The American Psychological Association Journal of Personality and Social Psychology explores stereotypes about perceptions of male bodies. The study found that even if white and black men are the same height and weight, people tend to perceive Black men as taller, heavier and more muscular than white men, even if they are the same height and weight.
The study used 950 participants to gauge physical attributes and “threatening” characteristics of men/boys based on the face and body. Ninety high school quarterbacks were used in the study, 45 of them Black, the other 45 white. Study participants perceived the Black boys to be larger and more muscular than their white peers, even though they actually were similar in size and weight. Judging faces alone, black men were perceived to be more muscular than whites, even when the athletes were able to bench press the same weight…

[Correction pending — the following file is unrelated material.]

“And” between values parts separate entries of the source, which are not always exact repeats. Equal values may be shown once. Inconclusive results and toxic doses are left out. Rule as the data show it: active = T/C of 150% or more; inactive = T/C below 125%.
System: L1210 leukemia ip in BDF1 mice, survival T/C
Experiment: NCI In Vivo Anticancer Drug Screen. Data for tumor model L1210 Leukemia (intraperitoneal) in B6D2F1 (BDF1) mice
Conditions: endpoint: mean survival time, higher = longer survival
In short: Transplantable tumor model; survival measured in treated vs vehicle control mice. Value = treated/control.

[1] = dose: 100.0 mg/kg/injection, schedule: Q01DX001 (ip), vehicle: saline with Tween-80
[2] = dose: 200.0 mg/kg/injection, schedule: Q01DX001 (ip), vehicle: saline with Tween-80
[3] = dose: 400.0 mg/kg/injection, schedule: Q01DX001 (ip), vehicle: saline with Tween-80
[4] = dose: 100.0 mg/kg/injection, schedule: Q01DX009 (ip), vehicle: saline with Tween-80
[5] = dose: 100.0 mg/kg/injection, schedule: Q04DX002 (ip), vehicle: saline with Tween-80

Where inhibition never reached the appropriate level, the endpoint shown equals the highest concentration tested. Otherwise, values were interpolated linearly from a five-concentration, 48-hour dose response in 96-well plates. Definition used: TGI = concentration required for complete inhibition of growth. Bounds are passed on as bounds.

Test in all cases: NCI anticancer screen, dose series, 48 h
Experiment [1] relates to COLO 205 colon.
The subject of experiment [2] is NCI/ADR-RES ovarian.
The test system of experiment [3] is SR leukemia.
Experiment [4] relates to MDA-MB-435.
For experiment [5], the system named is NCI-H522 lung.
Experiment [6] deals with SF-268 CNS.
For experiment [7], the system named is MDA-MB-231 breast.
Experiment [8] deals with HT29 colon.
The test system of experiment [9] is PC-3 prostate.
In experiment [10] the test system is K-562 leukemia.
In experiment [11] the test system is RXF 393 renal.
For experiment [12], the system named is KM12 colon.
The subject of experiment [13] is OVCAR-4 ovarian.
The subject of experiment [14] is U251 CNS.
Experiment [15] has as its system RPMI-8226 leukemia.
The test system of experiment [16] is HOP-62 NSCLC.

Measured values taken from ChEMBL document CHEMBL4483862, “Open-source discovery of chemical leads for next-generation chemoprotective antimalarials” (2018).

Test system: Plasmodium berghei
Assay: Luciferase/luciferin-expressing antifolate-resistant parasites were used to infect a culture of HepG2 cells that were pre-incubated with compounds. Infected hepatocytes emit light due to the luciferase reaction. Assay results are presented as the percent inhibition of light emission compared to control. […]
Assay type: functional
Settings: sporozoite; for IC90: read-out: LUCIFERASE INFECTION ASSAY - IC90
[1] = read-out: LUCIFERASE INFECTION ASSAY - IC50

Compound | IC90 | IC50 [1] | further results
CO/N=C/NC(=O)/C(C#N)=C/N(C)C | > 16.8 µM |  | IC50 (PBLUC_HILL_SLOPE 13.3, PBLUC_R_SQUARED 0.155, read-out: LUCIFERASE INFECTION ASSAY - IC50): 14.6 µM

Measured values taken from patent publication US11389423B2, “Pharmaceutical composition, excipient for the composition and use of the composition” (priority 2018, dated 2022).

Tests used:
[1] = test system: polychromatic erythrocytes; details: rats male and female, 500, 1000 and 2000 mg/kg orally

Black participants didn’t rate black men more likely to cause physical harm, but nonblack participants did.
Non-Black observers in the study also claimed that police are justified in using more force on Black men, even if they are unarmed.
“Unarmed black men are disproportionately more likely to be shot and killed by police, and often these killings are accompanied by explanations that cite the physical size of the person shot,” says john Paul Wilson from Montclair State university.